Entering the terminal of Galway Airport is like visiting the place that time forgot.

The desks for Avis and Budget Travel are still in place, exactly as they were when the facility closed nine years ago. So too are signs saying ‘Departures’ and ‘Garda and Customs only’, while the yellow pay-machines for the empty car-park stand abandoned by the main door and wind howls through the deserted building.

At the reception desk, a dog-eared copy of Dan Brown’s novel, Deception, is a lonesome reminder of the days when people thronged through this airport, carrying reading material for their flights.

“It’s a bit like the Mary Celeste,” says Marc Mac Lochlainn, the director of Branar Téatar do Pháistí with a mischievous grin. He’s referring to the American shipwreck that was found abandoned off the Azores in 1872, with everything perfectly intact but its crew missing.

At the height of Storm Brendan, with the rain lashing and wind howling, the space does feel eerie, but from March 2-29, thanks to Branar, it will become home to magical forests, streams and islands for one of the main events of Galway 2020 – European Capital of Culture.

Branar’s new show, Sruth na Teanga, was commissioned by 2020 as one of its flagship productions.  Now the theatre company has just over a month to transform the abandoned terminal building into a space for an immersive journey capturing the evolution of Western Europe’s oldest written, and still spoken, language. That language is Irish – a subject which caused so many people so much angst at school.

Marc is aware of this difficult legacy, but points out that Irish language and its culture far predates what has happened to it in the 20th Century at the hands of the Irish education system.

And that’s what Sruth na Teanga – based on the metaphor of a river – is all about. With puppetry, music, video mapping and live performance, it’s for children and adults and Marc hopes it will give people a fresh appreciation for Irish and its ongoing role in shaping us as a nation, through our place-names, our stories, our songs and the way we view the world.

Transforming the deserted airport terminal for this production will be no small feat but then Branar have never been short of ambition, as anyone who has seen their magical productions, such as How to Catch a Star and Woolly’s Quest, will be aware.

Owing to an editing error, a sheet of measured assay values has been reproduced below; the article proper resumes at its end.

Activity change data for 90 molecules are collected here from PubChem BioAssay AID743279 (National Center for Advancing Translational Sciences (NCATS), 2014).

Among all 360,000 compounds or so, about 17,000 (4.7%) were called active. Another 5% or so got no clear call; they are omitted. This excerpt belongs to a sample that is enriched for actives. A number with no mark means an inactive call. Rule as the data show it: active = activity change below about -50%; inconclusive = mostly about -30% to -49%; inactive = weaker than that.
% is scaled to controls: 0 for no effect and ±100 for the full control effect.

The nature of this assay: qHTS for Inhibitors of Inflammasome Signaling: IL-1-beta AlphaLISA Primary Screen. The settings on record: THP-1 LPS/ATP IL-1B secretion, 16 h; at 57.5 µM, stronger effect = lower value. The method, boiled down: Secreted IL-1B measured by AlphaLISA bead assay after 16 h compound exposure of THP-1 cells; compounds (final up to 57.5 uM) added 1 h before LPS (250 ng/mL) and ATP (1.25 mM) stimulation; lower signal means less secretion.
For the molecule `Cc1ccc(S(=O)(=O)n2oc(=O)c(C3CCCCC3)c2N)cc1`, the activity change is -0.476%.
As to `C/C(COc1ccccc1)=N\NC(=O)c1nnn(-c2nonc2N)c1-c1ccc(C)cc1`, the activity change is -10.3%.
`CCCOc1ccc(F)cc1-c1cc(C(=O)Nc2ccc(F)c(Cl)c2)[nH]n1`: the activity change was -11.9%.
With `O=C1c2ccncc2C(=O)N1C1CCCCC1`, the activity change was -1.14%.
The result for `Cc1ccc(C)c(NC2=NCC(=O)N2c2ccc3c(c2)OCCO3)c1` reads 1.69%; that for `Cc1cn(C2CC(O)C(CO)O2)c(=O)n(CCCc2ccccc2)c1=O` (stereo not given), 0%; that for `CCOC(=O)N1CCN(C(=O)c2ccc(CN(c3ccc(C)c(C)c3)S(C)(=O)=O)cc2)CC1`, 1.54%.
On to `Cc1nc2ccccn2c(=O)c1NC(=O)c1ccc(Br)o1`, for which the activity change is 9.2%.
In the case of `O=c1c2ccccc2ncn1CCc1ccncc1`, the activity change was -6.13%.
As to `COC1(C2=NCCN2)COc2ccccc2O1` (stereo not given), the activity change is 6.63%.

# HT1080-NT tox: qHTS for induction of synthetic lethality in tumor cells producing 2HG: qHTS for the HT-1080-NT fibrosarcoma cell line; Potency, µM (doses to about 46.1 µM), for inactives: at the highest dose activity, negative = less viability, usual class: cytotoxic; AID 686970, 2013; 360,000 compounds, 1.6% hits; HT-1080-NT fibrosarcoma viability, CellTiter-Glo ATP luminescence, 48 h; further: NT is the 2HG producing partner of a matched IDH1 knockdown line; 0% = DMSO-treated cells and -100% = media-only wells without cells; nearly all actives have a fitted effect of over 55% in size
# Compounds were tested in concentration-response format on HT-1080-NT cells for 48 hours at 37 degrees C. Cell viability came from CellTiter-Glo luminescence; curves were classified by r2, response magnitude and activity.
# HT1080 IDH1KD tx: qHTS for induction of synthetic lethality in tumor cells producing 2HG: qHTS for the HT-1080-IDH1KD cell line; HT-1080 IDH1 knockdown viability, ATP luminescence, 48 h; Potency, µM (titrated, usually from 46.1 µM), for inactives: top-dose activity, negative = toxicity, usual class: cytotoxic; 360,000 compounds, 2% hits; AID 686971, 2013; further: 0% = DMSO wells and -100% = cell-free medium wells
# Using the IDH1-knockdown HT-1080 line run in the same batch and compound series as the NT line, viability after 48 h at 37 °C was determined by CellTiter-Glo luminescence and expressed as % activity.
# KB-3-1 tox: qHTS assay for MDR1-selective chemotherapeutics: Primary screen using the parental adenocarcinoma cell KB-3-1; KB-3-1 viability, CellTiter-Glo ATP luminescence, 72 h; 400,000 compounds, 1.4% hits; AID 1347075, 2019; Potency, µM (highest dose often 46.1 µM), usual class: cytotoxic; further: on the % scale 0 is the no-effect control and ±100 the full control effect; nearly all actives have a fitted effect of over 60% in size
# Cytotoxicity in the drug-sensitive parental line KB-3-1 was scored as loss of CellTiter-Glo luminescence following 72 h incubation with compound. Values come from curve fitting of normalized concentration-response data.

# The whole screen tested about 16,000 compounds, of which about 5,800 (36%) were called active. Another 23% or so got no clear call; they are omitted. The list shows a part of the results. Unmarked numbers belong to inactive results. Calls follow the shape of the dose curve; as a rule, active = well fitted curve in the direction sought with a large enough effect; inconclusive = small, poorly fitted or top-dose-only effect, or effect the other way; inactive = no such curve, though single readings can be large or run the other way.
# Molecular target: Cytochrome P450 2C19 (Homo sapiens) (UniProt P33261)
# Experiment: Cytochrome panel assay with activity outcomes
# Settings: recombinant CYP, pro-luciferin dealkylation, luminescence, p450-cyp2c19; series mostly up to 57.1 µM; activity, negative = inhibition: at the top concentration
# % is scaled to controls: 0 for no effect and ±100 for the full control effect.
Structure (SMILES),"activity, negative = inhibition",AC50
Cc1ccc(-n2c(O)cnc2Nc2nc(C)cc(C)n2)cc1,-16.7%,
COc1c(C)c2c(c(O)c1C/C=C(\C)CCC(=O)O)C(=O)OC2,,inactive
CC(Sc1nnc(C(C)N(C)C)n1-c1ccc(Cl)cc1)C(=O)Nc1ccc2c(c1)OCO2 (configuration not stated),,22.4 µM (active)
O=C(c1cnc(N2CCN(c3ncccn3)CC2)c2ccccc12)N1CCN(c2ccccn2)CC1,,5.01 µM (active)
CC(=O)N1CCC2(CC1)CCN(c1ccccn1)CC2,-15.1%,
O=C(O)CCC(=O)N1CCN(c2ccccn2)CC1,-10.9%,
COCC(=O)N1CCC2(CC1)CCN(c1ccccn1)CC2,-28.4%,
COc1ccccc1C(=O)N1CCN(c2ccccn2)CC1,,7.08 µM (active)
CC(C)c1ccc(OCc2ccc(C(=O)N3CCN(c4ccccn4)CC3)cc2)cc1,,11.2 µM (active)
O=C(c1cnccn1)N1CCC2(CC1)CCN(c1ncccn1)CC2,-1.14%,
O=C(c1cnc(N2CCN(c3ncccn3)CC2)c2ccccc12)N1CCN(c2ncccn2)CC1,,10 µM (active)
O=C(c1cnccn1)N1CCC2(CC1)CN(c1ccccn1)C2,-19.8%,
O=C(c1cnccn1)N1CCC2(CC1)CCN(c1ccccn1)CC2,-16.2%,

Sruth na Teanga has been evolving since 2015 when Galway first sought the European Capital of Culture designation and invited people such as Marc to dream big.

For more, read this week’s Connacht Tribune.

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Connacht Tribune

Corofin stand 60 minutes away from club football crowning glory

John McIntyre

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Corofin's Colin Brady is tackled by Paul Kerrigan of Nemo Rangers in the All-Ireland club semi-final. The reigning champions face Kilcoo of Down in Sunday's showdown at Croke Park.

IT’S a date with destiny like none other in the history of club Gaelic football. A team from Galway trying to go where no parish team has gone before.

Protecting a remarkable 35-match unbeaten run, Corofin stand on the threshold of becoming the first team to win three All-Ireland club senior titles on the trot.

It would represent a phenomenal achievement and the crowning glory for the Galway champions who have been such a compelling force over the past decade.

Standing in their way are All-Ireland final debutants, Kilcoo from Down, and while Corofin are red-hot favourite, the biggest occasion on the club GAA calendar has been littered with upsets down through the years.

It’s not in the nature of Kevin O’Brien’s charges to take anything for granted, however, and if they bring their A-game to Croke Park for the third year running, Corofin will have secured a cherished place in the record books on Sunday night.